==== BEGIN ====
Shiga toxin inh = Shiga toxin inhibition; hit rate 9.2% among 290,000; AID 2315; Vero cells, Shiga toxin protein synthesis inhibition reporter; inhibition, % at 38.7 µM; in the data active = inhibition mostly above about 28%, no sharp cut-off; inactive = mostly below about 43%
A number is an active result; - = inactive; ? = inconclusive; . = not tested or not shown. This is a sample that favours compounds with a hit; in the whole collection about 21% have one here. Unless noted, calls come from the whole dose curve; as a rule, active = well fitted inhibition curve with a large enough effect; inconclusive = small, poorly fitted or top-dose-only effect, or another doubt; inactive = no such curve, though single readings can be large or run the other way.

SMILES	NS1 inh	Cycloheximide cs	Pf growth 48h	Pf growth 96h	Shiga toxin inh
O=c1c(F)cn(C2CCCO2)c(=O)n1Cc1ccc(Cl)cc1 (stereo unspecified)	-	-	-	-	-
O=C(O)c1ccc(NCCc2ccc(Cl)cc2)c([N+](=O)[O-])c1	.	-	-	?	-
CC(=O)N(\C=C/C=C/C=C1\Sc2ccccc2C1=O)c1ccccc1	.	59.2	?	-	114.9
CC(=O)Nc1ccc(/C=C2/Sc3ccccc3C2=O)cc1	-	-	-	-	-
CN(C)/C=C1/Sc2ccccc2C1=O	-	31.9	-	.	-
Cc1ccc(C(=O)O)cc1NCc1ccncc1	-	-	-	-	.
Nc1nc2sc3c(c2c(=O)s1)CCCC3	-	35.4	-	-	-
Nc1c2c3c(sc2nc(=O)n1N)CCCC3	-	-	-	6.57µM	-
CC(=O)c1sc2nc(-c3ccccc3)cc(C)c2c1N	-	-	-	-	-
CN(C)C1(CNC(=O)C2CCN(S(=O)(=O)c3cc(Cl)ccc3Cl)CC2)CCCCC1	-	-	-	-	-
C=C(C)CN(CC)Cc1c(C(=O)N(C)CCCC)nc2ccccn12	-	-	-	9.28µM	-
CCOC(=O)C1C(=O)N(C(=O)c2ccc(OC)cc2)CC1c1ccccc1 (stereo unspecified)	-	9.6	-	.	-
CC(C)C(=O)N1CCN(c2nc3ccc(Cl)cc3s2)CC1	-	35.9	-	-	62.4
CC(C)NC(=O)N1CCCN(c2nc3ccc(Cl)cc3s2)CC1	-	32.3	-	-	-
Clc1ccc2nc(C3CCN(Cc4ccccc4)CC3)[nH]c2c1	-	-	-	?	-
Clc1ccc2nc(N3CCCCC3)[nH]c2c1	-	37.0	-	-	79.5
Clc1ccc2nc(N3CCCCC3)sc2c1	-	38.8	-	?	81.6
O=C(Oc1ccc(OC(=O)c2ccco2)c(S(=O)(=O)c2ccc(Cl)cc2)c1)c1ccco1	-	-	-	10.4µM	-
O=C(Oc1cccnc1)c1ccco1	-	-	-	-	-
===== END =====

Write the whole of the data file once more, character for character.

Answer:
Shiga toxin inh = Shiga toxin inhibition; hit rate 9.2% among 290,000; AID 2315; Vero cells, Shiga toxin protein synthesis inhibition reporter; inhibition, % at 38.7 µM; in the data active = inhibition mostly above about 28%, no sharp cut-off; inactive = mostly below about 43%
A number is an active result; - = inactive; ? = inconclusive; . = not tested or not shown. This is a sample that favours compounds with a hit; in the whole collection about 21% have one here. Unless noted, calls come from the whole dose curve; as a rule, active = well fitted inhibition curve with a large enough effect; inconclusive = small, poorly fitted or top-dose-only effect, or another doubt; inactive = no such curve, though single readings can be large or run the other way.

SMILES	NS1 inh	Cycloheximide cs	Pf growth 48h	Pf growth 96h	Shiga toxin inh
O=c1c(F)cn(C2CCCO2)c(=O)n1Cc1ccc(Cl)cc1 (stereo unspecified)	-	-	-	-	-
O=C(O)c1ccc(NCCc2ccc(Cl)cc2)c([N+](=O)[O-])c1	.	-	-	?	-
CC(=O)N(\C=C/C=C/C=C1\Sc2ccccc2C1=O)c1ccccc1	.	59.2	?	-	114.9
CC(=O)Nc1ccc(/C=C2/Sc3ccccc3C2=O)cc1	-	-	-	-	-
CN(C)/C=C1/Sc2ccccc2C1=O	-	31.9	-	.	-
Cc1ccc(C(=O)O)cc1NCc1ccncc1	-	-	-	-	.
Nc1nc2sc3c(c2c(=O)s1)CCCC3	-	35.4	-	-	-
Nc1c2c3c(sc2nc(=O)n1N)CCCC3	-	-	-	6.57µM	-
CC(=O)c1sc2nc(-c3ccccc3)cc(C)c2c1N	-	-	-	-	-
CN(C)C1(CNC(=O)C2CCN(S(=O)(=O)c3cc(Cl)ccc3Cl)CC2)CCCCC1	-	-	-	-	-
C=C(C)CN(CC)Cc1c(C(=O)N(C)CCCC)nc2ccccn12	-	-	-	9.28µM	-
CCOC(=O)C1C(=O)N(C(=O)c2ccc(OC)cc2)CC1c1ccccc1 (stereo unspecified)	-	9.6	-	.	-
CC(C)C(=O)N1CCN(c2nc3ccc(Cl)cc3s2)CC1	-	35.9	-	-	62.4
CC(C)NC(=O)N1CCCN(c2nc3ccc(Cl)cc3s2)CC1	-	32.3	-	-	-
Clc1ccc2nc(C3CCN(Cc4ccccc4)CC3)[nH]c2c1	-	-	-	?	-
Clc1ccc2nc(N3CCCCC3)[nH]c2c1	-	37.0	-	-	79.5
Clc1ccc2nc(N3CCCCC3)sc2c1	-	38.8	-	?	81.6
O=C(Oc1ccc(OC(=O)c2ccco2)c(S(=O)(=O)c2ccc(Cl)cc2)c1)c1ccco1	-	-	-	10.4µM	-
O=C(Oc1cccnc1)c1ccco1	-	-	-	-	-